No walks in the countryside around Guildford to report tonight, but memories do seem a recurrent theme in my life recently. Someone from my undergraduate days found me on the internet and contacted me. We have been enjoying an online correspondence now for several weeks. After our first year, I remember very little of him, and absolutely nothing from our final year, yet I have an address for him for after graduation so we must have had some contact. The prospect of us meeting is remote, but it is quite nice to have a connection with whom I have a shared past even if I recall little about it.
Meeting up with Russell always means some sharing of childhood, adolescent, and early adulthood memories. Then there’s Graham, who I am now absolutely sure I would have known by sight back in the day. Then yesterday evening I had a chance conversation with a neighbour I barely know. We were talking about how much the neighbourhood has changed. She hasn’t lived here as long as I have and was asking me about what the Walworth Road had been like. I found myself dredging up images of long gone shops, then suddenly remembered a second hand shop I had all but forgotten where there was a restaurant. It turned out she knew it, not only knew the shop and the restaurant but was friends with the people who owned and ran it. The conversation ran on.
It’s ages since I met up with my cousin Russell, so it was great to find we were both free and up for a walk on Sunday. Russell suggested a route which was for both of us a real trip down memory lane, places close to Guildford centre yet ones which I haven’t been to in literally decades.
We made our way up to Pewley Down by a route new to me but which took in the flat Russell lived in with his father, Frank in his mid and later teens. Pewley Down, like elsewhere on this walk, is a place I have walked so many times with my immediate family, and of course that included the dogs. In my mind I can see my black Labrador Tessa hobnobbing with the dogs being walked there, rushing off for a mad game for several minutes, then returning to us, her tongue lolling and her face a happy grin. Our wire haired dachshund was more reserved, and would watch, enviously I sometimes thought. Pewley Down has always been a special place to me, and that was confirmed on Sunday.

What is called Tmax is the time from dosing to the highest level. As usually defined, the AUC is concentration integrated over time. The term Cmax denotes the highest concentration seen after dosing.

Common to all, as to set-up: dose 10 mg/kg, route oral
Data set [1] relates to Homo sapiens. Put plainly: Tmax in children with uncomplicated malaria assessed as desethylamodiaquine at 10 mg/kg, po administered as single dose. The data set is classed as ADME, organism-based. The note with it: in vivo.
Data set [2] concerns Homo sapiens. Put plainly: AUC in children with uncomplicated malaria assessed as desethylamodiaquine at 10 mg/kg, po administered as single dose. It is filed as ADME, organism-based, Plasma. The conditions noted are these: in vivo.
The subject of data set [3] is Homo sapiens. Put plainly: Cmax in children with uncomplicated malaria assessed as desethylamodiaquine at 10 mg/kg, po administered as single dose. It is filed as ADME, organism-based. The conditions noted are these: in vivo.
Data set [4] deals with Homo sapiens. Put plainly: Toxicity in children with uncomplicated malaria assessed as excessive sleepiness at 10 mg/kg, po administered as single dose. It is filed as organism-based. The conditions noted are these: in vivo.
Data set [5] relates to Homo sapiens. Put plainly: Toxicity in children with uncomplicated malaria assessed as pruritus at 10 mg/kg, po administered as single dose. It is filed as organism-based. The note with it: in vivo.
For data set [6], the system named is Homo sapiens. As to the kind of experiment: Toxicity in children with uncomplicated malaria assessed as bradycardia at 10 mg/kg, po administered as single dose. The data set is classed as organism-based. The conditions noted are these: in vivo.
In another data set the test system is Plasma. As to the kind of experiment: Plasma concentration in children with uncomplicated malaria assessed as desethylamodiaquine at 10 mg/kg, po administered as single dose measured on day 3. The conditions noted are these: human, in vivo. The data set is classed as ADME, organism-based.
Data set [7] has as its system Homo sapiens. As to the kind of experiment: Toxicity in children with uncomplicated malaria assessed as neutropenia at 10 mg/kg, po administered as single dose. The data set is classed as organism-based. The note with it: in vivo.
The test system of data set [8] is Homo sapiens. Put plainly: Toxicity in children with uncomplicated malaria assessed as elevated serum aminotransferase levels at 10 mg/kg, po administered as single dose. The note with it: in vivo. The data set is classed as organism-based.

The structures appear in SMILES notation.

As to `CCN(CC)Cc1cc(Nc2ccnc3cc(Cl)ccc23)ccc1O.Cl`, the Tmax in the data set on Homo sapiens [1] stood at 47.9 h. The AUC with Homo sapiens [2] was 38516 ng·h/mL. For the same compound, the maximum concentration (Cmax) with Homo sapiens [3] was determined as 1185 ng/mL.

We continued along the narrow path of the Pilgrims’ Way. There were more people, more dogs than I remembered. Then the gradual climb to St Martha’s Chapel, a place my parents both loved. If we ever had visitors from Ireland or Canada they would always be taken to St Martha’s. The horse service, where there was always a donkey, was an annual fixture of family life.
We stopped there for a while. Russell was telling me about his mother-in-law, now in a care home, her body needing that care, and her mind alive and active. I ate some of my lunch. Russell, for reasons unexplained, had left his in his car.
Darling Boy was what my neighbour Carol used to call Freddy. I don’t know where he took his lessons, but boy did he know how to schmooze. My candle is lit and in the window. I am thinking fond thoughts of the Darling Boy, and smiling at some of his naughtiness. it’s a long way and twelve years from the heartbreak I felt twelve years ago. It’s true, time does heal. You don’t forget, but it ceases to hurt quite so much. Whereas in the early days I kept thinking about his last days, remembering the fit that preceded his death, my panic, shock, guilt that I hadn’t been able to do anything to save him, now I remember the years he lived with me, the way he could make me smile, laugh on even the bleakest day; the way he blinked his eyes at me, followed me about until I sat down so he could climb on me; how he accepted being taken to das Boot and coped with my initial and ongoing incompetence, then behaved as though he had been on boats all his life.